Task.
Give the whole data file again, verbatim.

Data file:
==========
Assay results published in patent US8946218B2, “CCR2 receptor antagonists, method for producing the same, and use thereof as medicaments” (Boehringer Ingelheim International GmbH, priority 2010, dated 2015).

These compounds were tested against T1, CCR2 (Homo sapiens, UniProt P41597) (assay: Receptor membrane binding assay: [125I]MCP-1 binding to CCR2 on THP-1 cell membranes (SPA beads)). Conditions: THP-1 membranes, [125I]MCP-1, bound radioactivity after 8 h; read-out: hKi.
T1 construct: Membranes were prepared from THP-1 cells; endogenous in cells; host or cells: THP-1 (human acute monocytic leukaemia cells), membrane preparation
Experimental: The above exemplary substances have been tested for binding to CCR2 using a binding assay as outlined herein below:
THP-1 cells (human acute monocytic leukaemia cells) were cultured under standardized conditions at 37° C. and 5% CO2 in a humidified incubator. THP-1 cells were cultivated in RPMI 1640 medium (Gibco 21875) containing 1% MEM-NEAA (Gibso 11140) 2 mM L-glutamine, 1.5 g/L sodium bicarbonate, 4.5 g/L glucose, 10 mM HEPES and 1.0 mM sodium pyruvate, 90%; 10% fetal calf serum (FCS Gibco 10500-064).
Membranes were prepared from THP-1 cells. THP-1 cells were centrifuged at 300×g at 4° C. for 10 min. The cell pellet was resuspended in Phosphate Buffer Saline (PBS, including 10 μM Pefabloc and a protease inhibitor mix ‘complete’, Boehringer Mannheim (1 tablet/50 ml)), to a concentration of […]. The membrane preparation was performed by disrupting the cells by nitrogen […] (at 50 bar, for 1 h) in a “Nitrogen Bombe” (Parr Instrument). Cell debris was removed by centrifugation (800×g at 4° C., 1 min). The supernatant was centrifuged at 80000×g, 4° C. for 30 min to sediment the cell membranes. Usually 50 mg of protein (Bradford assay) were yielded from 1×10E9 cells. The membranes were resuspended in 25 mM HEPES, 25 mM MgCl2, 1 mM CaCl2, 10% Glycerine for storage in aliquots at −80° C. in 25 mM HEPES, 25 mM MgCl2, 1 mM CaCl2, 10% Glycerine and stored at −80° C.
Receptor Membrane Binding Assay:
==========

Assay results published in patent US8946218B2, “CCR2 receptor antagonists, method for producing the same, and use thereof as medicaments” (Boehringer Ingelheim International GmbH, priority 2010, dated 2015).

These compounds were tested against T1, CCR2 (Homo sapiens, UniProt P41597) (assay: Receptor membrane binding assay: [125I]MCP-1 binding to CCR2 on THP-1 cell membranes (SPA beads)). Conditions: THP-1 membranes, [125I]MCP-1, bound radioactivity after 8 h; read-out: hKi.
T1 construct: Membranes were prepared from THP-1 cells; endogenous in cells; host or cells: THP-1 (human acute monocytic leukaemia cells), membrane preparation
Experimental: The above exemplary substances have been tested for binding to CCR2 using a binding assay as outlined herein below:
THP-1 cells (human acute monocytic leukaemia cells) were cultured under standardized conditions at 37° C. and 5% CO2 in a humidified incubator. THP-1 cells were cultivated in RPMI 1640 medium (Gibco 21875) containing 1% MEM-NEAA (Gibso 11140) 2 mM L-glutamine, 1.5 g/L sodium bicarbonate, 4.5 g/L glucose, 10 mM HEPES and 1.0 mM sodium pyruvate, 90%; 10% fetal calf serum (FCS Gibco 10500-064).
Membranes were prepared from THP-1 cells. THP-1 cells were centrifuged at 300×g at 4° C. for 10 min. The cell pellet was resuspended in Phosphate Buffer Saline (PBS, including 10 μM Pefabloc and a protease inhibitor mix ‘complete’, Boehringer Mannheim (1 tablet/50 ml)), to a concentration of […]. The membrane preparation was performed by disrupting the cells by nitrogen […] (at 50 bar, for 1 h) in a “Nitrogen Bombe” (Parr Instrument). Cell debris was removed by centrifugation (800×g at 4° C., 1 min). The supernatant was centrifuged at 80000×g, 4° C. for 30 min to sediment the cell membranes. Usually 50 mg of protein (Bradford assay) were yielded from 1×10E9 cells. The membranes were resuspended in 25 mM HEPES, 25 mM MgCl2, 1 mM CaCl2, 10% Glycerine for storage in aliquots at −80° C. in 25 mM HEPES, 25 mM MgCl2, 1 mM CaCl2, 10% Glycerine and stored at −80° C.
Receptor Membrane Binding Assay: